• Recent Bard economics alums (Juan Bages, Stergios Mentesidis, Ahnaf Khan and Nicolai Eddy) sharing their experiences with current students at a career advising panel organized by alumni and the Career Development Office at Morningstar, World Trade Center, NYC  Sept 2017
  • Simon Simoski '17 presenting his research on household-debt driven growth.  In the fall, he will join the Masters program at the Levy Institute at Bard.
  • Professors Mike Martell, Ani Mitra and Sanjay DeSilva at the annual picnic - May 2017
  • Prof. Pavlina Tcherneva with students at the annual program picnic - May 2017
  • Prof. Olivier Giovannoni, Nathan Reece and Arielle Weiner-Bronner discussing their research poster at the Bard Summer Research Institute 2014.
  • Eva-Marie Quinones '17 (joint economics and global and international studies major) presenting her research on economic factors that enabled the spread of far-right political parties in Western Europe. She will proceed to the Ph.D. program in political science at Yale this fall.
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2019

Tuesday, January 29, 2019

The Forgotten Lands: A Comparative Analysis of Transition Economies

Liudmila Malyshava
Visiting Instructor of Economics, Siena College When the Soviet Union collapsed in the early 1990s, mainstream economists blamed centralized planning and state ownership of the means of production, advising the newly independent economies to embrace a system of free markets and private ownership. While some countries were able to weather the institutional shocks of change with minimal spillover effects, others remained desperately poor. The unsuccessful countries remained stuck in the “transition trap” even after the imposition of supposedly efficient and self-regulating free market reforms.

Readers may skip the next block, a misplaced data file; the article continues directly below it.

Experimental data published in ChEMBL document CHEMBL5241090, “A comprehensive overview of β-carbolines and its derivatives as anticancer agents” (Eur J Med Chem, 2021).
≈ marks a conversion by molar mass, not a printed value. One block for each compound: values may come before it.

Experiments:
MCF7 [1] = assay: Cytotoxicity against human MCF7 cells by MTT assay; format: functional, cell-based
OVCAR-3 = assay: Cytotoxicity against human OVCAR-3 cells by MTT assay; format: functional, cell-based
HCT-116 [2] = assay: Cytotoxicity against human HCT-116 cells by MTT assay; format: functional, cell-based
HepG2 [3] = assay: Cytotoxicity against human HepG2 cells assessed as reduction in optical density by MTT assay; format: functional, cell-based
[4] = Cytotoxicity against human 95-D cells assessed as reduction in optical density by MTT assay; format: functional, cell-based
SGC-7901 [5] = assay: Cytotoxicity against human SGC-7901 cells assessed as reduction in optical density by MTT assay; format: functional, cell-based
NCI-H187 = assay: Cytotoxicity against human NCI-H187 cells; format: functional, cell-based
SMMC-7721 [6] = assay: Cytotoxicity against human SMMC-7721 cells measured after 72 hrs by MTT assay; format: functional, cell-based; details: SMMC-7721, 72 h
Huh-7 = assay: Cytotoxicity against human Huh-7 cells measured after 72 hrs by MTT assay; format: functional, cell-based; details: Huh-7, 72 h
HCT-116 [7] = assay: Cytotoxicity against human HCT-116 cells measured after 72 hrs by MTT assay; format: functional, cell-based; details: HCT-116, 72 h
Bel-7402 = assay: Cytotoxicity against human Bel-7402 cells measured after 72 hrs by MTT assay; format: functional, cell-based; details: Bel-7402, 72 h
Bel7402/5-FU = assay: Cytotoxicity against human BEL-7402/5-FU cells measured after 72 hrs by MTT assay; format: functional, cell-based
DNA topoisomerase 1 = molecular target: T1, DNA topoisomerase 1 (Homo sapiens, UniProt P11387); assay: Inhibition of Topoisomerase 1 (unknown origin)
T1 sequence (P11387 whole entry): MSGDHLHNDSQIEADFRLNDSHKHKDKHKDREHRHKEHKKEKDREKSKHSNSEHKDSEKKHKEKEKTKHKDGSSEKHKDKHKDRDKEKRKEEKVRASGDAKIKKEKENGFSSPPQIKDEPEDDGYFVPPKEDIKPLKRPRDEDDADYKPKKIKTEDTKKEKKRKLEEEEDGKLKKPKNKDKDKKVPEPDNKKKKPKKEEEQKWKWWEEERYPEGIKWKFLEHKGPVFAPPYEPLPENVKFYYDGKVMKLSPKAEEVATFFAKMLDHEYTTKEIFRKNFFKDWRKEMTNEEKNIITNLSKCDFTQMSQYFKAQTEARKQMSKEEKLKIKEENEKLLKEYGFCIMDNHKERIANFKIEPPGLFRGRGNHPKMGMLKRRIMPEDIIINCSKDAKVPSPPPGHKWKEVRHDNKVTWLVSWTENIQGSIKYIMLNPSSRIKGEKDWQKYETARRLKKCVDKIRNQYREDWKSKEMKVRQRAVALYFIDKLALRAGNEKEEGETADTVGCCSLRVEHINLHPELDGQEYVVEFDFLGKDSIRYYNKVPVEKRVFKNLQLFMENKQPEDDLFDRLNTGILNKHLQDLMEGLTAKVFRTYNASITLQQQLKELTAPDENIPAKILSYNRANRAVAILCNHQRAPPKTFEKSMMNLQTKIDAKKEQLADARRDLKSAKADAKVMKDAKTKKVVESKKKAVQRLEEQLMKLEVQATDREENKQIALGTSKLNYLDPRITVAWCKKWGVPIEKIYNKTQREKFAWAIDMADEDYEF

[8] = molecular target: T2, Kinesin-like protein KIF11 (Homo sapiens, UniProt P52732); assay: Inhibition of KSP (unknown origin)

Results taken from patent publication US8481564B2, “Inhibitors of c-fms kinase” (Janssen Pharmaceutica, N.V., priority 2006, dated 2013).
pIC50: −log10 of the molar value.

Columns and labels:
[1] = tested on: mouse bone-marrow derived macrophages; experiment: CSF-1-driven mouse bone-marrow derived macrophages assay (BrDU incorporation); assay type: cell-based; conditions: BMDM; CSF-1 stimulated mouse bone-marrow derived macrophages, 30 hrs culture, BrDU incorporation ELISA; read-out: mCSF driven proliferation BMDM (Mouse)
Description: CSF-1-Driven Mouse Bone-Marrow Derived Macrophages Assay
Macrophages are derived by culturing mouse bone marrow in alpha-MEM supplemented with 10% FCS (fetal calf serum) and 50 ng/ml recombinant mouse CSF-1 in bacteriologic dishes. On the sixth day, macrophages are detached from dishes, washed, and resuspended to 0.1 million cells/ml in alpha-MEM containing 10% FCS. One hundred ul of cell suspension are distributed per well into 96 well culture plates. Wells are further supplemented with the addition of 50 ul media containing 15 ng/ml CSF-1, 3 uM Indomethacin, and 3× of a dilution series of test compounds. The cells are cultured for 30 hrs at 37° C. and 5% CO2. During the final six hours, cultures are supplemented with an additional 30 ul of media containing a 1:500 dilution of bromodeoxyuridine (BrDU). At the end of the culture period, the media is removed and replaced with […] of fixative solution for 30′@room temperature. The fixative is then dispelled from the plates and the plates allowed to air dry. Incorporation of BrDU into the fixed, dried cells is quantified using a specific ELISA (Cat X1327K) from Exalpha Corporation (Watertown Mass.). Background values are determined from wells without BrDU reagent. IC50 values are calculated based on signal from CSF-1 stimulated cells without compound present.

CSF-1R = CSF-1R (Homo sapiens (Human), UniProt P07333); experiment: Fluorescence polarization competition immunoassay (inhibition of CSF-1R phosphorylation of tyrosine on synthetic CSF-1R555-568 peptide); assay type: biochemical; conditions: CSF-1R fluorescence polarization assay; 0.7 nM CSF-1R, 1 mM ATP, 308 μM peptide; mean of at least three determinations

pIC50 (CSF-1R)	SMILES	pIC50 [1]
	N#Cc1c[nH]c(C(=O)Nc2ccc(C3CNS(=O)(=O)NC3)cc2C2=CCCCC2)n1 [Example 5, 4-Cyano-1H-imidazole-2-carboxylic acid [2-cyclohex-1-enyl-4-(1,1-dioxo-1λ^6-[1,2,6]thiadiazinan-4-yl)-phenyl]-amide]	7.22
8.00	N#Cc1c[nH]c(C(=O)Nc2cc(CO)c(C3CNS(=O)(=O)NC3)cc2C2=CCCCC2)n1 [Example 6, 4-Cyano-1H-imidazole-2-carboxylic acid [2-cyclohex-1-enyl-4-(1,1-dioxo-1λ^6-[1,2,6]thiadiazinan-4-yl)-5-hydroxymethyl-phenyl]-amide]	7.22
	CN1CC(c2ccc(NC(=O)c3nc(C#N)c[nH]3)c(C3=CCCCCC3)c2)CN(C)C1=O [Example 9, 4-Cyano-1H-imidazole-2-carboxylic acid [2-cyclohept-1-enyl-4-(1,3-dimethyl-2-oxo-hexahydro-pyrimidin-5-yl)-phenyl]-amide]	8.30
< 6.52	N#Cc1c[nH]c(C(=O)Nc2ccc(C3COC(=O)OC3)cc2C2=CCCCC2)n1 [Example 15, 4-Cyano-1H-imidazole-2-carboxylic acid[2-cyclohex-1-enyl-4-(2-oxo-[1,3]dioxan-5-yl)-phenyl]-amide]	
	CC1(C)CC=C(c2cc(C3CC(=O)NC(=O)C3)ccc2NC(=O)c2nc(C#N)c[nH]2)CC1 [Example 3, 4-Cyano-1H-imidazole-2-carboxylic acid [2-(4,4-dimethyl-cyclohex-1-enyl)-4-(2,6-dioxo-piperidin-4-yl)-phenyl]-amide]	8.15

This inquiry suggests that the transition process of the former USSR economies has been constrained by the existing institutional organization and stagnating technological progress, the improvement of which requires structural reforms targeted at the dynamic transformation of production structures with conducive macroeconomic conditions and financial stability. To this purpose, the analysis explores the relationship between problems inherent in the physical production process of a soviet-style economy, the underdevelopment of the financial sphere, and disparities in economic structures. The interconnectedness of these problems often remains overlooked by policy makers and encourages policy mismatch. The paper then concludes that there is a need for structural reforms aimed at transforming input allocation to increase productivity, economic growth, and export competitiveness. Olin, Room 102 

Monday, January 28, 2019

Recovery from Financial Crises in Peripheral Economies, 1870–1913

Peter Bent
Assistant Professor of Economics
The American University of Paris What drives recoveries after financial crises? Bent addresses this question for the 1870–1913 “first era of globalization,” a period when international economic integration meant that terms of trade movements could have significant national-level impacts, but before governments were engaged in widespread economic management. Protectionism was one of the few economic policy options available at this time. The impacts of these two factors—terms of trade and tariff rates—over this period have been studied before. But previous studies have not looked specifically at how these factors influenced recoveries from financial crises. Bent finds that tariff shocks had a positive impact on GDP in post-crisis periods, while terms of trade shocks had a slightly negative impact. The tariff results are especially pronounced in temperate economies. Overall, this suggests that national governments, through trade policies, played a more significant role in shaping economic outcomes during this period than is typically recognized. Olin, Room 102